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Handling Stress and Burn Out

Handling Stress and Burn Out

We’ve all been facing 18 months of a pandemic, so if you add in a major hurricane affecting many of our own homes and families, it’s easy to see why you may be feeling a sense of burn out, stress or pure exhaustion.

It can be hard to accept that we can’t control everything around us, and that we are vulnerable in certain situations. Right now especially, we need to create a space that allows us to accept those vulnerabilities, along with any sadness or fear, and work on building up our strengths. These emotions are normal during this time, but be sure to monitor yourself for symptoms that are outside of a normal response, such as appetite fluctuations, new sleep disturbances, depressed mood, decreased energy levels, inability to complete simple tasks and severe concentration difficulties.

It takes some work to hone your coping skills and try to re-frame the situation to focus on things you can control. Here are some tips:

Focus on the present

Finding balance and developing ways to cope that incorporate reflection, gratitude and focusing our energies on the present is so important. But the truth is, that’s easier said than done, and some days are just tough. Accept this, and on those days, hold tight to the things that bring you joy like family and friends.

Get enough sleep
Getting enough sleep is so important when trying to avoid burnout. Even if you have to significantly adjust your sleep schedule try to fit in at least eight hours of sleep each day or night. Getting enough rest can improve your alertness, concentration, stamina, mood and motivation.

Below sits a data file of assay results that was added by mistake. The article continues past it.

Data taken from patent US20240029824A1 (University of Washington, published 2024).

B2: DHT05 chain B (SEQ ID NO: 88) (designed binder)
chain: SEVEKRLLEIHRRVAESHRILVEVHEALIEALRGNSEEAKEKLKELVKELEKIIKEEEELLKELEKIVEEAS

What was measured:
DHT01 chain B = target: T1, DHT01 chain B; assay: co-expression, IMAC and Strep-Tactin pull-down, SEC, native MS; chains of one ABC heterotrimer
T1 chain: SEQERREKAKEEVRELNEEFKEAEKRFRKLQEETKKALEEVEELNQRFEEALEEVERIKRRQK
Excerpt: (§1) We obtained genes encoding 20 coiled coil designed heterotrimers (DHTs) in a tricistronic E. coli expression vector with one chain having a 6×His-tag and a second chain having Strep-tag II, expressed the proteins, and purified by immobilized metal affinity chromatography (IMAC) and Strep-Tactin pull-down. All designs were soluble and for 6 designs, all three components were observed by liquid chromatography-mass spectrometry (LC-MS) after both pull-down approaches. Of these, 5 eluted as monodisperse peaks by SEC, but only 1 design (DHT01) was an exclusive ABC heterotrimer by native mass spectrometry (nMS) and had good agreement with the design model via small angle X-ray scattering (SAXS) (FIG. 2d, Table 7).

Rely on each other

One way we can also support one another is authentically sharing our struggles and offering a safe place to be heard and to reflect. If you see a loved one or coworker struggling, reach out and offer support and your genuine concern.

Take care of your whole self

Maintaining a regular exercise routine coupled with a well-balanced diet can help lower your stress. It is recommended that you exercise for at least 30 minutes a day. This will help your body feel refreshed and give you a mental break from your work, home life, or whatever is causing stress.

Take time for self-care and compassion

This could come in many shapes and sizes. For some it’s limiting news intake or time on social media, which could be triggering. For others, it’s an outside yoga class.

Daily affirmations and mindfulness

Start your day with a few positive words or thoughts. You’d be surprised how your mindset can shift if you start the day thinking positively. Positive affirmation apps like ThinkUp, Shine, Grateful, and Kwippy can be excellent ways to help you change the way you think.

Know where to turn
There is a lot of help out there, if you need to take that step. Take advantage of any counseling services offered by your workplace or church. Many counseling services now offer telehealth appointments that will allow you to speak to someone from the comfort and convenience of your own home. If you are struggling with post-hurricane stress/anxiety, which can be common for those who have lived through previous natural disasters, trauma-focused psychotherapy is considered the gold-standard method of treating trauma reactions. SAMHSA (Substance Abuse and Mental Health Services Administration) offers a 24/7 national disaster distress hotline: 1-800-985-5990.